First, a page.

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46

Gardeners will love this one instantly, as the bag yields a pungent woody smell, like fresh mulch.

In the cup, we have another case of misleading name-age, though this time we may blame whichever unfortunate sap christened the plant in the first place. Honeybush is similar to rooibus, coming from a related herb of the same region in Africa. This tea, however, is neither honeyed nor bushy. Immediately you get a salty-woody smell, like sea salt caramel. When you dive in for a sip, it’s like diving into a pile of crunchy autumn leaves without fear of worms or other buggies that may be lurking within. Total comfort.

But autumn leaves, as we know, are dry. You won’t get a huge flavorblast to the mouth with this tea. Still, it makes for a resoundingly pleasant cup. The saltiness gives it an eggs n’ bacon vibe, something to pair with breakfast on a lazy, decaf day. Very savory. This isn’t the kind of tea you serve when you want to impress someone–this one is purely for your own enjoyment…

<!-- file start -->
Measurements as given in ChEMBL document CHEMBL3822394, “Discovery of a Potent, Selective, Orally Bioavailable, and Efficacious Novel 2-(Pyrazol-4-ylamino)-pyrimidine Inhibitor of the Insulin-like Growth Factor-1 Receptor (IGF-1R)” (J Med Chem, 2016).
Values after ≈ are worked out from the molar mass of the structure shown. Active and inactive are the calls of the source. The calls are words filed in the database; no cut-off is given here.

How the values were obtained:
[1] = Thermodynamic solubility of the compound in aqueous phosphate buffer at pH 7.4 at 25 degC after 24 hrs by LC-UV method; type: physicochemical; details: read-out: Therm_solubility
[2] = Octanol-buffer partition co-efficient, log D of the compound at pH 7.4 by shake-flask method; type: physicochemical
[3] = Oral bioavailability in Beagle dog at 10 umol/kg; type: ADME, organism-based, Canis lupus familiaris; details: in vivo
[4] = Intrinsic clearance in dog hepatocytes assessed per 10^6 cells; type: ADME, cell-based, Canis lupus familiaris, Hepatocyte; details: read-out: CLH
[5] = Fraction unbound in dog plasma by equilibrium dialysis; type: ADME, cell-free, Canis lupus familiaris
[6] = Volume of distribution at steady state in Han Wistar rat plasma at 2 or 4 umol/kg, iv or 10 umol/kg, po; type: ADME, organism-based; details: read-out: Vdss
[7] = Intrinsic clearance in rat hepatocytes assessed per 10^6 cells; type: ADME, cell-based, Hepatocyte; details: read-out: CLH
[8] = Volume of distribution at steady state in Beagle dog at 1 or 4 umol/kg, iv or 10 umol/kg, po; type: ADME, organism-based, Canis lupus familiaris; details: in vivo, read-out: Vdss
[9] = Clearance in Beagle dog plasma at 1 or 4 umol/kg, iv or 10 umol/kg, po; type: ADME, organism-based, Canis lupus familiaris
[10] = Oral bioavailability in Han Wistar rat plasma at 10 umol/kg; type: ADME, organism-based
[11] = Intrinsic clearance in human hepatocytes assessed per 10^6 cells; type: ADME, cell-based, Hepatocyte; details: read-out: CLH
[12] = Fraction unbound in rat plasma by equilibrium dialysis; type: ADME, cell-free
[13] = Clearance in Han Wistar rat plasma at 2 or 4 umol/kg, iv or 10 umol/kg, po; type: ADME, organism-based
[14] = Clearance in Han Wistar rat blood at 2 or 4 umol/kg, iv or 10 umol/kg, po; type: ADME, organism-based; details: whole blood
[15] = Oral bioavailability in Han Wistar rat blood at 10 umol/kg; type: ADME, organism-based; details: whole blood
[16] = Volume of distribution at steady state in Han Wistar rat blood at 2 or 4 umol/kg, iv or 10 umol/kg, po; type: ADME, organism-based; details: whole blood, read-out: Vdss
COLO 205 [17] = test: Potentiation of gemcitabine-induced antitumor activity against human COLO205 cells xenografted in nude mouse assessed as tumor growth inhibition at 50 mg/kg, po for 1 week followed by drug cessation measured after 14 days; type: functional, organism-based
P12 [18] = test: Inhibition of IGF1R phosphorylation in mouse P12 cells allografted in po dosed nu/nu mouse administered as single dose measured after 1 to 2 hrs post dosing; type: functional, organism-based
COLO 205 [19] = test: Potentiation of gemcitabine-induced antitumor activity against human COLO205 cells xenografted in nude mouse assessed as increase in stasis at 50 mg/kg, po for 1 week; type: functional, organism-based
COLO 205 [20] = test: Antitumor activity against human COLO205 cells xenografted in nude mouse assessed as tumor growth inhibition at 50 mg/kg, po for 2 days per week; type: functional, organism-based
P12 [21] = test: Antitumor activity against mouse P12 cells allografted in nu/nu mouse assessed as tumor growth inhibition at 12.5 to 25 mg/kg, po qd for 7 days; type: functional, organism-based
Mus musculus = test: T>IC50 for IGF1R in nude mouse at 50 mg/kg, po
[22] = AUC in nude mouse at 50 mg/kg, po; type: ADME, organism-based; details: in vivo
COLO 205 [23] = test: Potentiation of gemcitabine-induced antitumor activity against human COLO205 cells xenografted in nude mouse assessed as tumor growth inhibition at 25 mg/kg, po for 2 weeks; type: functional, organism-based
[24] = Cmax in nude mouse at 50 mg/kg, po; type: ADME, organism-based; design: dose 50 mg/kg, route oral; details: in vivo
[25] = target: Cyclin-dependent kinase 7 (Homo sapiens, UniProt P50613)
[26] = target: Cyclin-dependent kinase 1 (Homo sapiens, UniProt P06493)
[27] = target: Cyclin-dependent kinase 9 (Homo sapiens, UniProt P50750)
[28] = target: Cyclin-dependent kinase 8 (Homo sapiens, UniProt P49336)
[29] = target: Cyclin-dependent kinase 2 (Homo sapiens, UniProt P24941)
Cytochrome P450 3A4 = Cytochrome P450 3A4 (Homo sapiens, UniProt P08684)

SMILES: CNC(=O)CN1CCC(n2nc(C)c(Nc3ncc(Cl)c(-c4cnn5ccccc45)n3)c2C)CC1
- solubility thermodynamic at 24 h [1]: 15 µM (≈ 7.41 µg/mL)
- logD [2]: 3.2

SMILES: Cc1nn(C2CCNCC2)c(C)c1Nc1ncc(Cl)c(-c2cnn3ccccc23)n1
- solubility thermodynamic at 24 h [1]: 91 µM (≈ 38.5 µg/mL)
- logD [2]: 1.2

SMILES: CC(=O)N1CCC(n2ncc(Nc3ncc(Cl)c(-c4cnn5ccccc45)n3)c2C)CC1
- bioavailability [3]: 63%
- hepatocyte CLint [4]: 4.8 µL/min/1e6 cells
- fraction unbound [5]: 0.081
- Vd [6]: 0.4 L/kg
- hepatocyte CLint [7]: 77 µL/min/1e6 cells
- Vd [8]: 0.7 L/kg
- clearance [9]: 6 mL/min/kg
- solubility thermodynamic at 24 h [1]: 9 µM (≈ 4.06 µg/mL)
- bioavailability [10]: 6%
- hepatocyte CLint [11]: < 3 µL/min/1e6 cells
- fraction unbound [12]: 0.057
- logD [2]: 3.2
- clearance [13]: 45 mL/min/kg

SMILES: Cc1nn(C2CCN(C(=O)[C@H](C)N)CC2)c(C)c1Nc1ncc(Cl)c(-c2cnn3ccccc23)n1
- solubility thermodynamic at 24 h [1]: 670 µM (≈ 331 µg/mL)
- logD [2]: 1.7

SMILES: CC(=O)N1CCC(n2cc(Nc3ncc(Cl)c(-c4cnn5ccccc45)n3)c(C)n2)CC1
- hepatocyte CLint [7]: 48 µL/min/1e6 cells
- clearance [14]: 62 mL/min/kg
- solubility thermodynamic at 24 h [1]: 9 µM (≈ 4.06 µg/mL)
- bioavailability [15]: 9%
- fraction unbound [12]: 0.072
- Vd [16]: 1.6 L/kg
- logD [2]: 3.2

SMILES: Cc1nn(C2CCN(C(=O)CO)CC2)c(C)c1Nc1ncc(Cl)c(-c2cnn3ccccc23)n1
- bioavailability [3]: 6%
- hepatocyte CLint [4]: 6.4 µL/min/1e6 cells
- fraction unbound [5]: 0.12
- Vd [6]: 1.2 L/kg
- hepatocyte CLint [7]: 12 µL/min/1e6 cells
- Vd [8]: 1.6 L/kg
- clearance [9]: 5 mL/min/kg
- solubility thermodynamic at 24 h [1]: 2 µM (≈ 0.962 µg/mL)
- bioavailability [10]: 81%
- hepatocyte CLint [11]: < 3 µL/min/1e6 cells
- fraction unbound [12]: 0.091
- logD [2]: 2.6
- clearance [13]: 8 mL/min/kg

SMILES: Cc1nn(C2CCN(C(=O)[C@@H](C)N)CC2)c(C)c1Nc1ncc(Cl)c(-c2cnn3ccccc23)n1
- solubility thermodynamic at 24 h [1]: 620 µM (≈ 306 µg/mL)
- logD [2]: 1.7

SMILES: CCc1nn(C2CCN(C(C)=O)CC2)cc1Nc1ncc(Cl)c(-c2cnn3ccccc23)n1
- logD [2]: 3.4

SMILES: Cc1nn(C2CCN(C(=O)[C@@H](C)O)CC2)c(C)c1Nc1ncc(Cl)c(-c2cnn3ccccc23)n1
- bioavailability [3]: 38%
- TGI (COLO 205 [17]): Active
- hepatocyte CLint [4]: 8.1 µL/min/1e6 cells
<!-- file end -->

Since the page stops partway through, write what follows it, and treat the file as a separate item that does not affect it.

Full review here: http://snooteablog.com/2013/04/20/snooty-tea-review-chateau-rouge/

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Bio

Tea blogger and pun-dit at the Snooty Tea Blog.

At the moment, I don’t have enough time to keep Steepster cup-dated with reviews, so if you’re looking for the latest leaves in my Snooty cup, hit up snooteablog.com. Most of the teas I review end up on there.

Some people drink tea because they think it has nine thousand-plus health benefits and saves the rainforest while eliminating world hunger and solving the energy crisis.

I just drink it because it’s good.

Location

New York

Website

http://snooteablog.com

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